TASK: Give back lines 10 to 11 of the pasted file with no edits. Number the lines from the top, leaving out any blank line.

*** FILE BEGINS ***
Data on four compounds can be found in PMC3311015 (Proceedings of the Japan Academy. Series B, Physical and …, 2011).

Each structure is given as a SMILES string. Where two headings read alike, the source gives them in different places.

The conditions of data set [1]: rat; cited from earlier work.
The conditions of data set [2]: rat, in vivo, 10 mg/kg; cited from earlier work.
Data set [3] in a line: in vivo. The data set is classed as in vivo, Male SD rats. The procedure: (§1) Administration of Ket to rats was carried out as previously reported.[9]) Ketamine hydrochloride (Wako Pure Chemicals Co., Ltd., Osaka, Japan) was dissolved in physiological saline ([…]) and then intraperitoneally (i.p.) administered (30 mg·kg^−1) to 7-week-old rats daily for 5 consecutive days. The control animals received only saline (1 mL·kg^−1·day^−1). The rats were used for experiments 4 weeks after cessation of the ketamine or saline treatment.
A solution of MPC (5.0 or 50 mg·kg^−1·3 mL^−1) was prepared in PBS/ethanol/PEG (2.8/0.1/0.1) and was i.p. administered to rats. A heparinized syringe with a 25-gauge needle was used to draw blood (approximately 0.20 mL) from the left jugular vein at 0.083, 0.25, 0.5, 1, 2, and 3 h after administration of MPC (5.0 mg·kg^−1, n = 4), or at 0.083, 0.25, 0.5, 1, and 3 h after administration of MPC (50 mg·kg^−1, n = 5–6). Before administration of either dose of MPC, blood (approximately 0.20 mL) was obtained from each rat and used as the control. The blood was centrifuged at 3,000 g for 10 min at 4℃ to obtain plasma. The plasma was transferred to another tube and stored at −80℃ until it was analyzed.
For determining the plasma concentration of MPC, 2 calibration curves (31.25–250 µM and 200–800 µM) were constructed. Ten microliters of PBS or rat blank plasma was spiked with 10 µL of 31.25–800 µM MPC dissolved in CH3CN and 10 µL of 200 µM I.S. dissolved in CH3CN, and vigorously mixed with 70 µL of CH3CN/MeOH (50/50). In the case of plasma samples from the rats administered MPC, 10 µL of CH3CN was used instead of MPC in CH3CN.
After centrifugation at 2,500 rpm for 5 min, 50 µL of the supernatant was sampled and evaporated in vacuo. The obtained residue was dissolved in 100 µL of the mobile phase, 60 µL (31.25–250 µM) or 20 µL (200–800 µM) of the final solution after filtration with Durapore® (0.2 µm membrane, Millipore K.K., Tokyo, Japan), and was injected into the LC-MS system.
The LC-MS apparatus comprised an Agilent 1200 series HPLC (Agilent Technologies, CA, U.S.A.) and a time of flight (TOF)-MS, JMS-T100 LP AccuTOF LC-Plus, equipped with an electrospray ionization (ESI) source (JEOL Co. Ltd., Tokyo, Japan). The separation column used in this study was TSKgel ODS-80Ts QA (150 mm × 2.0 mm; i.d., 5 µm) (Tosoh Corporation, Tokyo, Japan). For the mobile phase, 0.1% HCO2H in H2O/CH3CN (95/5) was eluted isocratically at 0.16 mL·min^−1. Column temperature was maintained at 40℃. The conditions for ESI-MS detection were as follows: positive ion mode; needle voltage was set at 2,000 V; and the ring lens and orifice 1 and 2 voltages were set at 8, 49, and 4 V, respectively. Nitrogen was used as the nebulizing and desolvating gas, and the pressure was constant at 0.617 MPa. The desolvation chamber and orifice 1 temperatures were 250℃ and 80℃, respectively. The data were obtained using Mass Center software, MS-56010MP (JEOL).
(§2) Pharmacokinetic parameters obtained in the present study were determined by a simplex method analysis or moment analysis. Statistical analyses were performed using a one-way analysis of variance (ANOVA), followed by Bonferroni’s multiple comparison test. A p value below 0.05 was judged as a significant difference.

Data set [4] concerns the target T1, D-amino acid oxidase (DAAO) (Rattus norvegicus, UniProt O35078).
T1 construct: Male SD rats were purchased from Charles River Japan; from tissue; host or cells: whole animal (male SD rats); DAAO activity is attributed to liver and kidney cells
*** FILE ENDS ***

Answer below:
(§2) Pharmacokinetic parameters obtained in the present study were determined by a simplex method analysis or moment analysis. Statistical analyses were performed using a one-way analysis of variance (ANOVA), followed by Bonferroni’s multiple comparison test. A p value below 0.05 was judged as a significant difference.

Data set [4] concerns the target T1, D-amino acid oxidase (DAAO) (Rattus norvegicus, UniProt O35078).